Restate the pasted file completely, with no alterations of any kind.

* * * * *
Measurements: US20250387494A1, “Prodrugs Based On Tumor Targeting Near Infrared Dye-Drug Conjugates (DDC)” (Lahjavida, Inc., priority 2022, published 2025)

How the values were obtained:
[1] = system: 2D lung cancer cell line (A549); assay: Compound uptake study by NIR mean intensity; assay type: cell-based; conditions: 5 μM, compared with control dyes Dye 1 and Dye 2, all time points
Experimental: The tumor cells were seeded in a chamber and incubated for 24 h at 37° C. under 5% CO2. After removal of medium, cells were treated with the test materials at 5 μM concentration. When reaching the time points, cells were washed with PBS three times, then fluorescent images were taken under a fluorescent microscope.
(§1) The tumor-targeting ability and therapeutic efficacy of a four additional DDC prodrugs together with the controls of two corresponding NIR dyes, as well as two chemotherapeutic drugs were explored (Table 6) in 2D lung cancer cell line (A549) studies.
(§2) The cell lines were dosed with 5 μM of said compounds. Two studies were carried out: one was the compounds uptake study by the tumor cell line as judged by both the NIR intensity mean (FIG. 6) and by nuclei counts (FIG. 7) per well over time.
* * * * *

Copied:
Measurements: US20250387494A1, “Prodrugs Based On Tumor Targeting Near Infrared Dye-Drug Conjugates (DDC)” (Lahjavida, Inc., priority 2022, published 2025)

How the values were obtained:
[1] = system: 2D lung cancer cell line (A549); assay: Compound uptake study by NIR mean intensity; assay type: cell-based; conditions: 5 μM, compared with control dyes Dye 1 and Dye 2, all time points
Experimental: The tumor cells were seeded in a chamber and incubated for 24 h at 37° C. under 5% CO2. After removal of medium, cells were treated with the test materials at 5 μM concentration. When reaching the time points, cells were washed with PBS three times, then fluorescent images were taken under a fluorescent microscope.
(§1) The tumor-targeting ability and therapeutic efficacy of a four additional DDC prodrugs together with the controls of two corresponding NIR dyes, as well as two chemotherapeutic drugs were explored (Table 6) in 2D lung cancer cell line (A549) studies.
(§2) The cell lines were dosed with 5 μM of said compounds. Two studies were carried out: one was the compounds uptake study by the tumor cell line as judged by both the NIR intensity mean (FIG. 6) and by nuclei counts (FIG. 7) per well over time.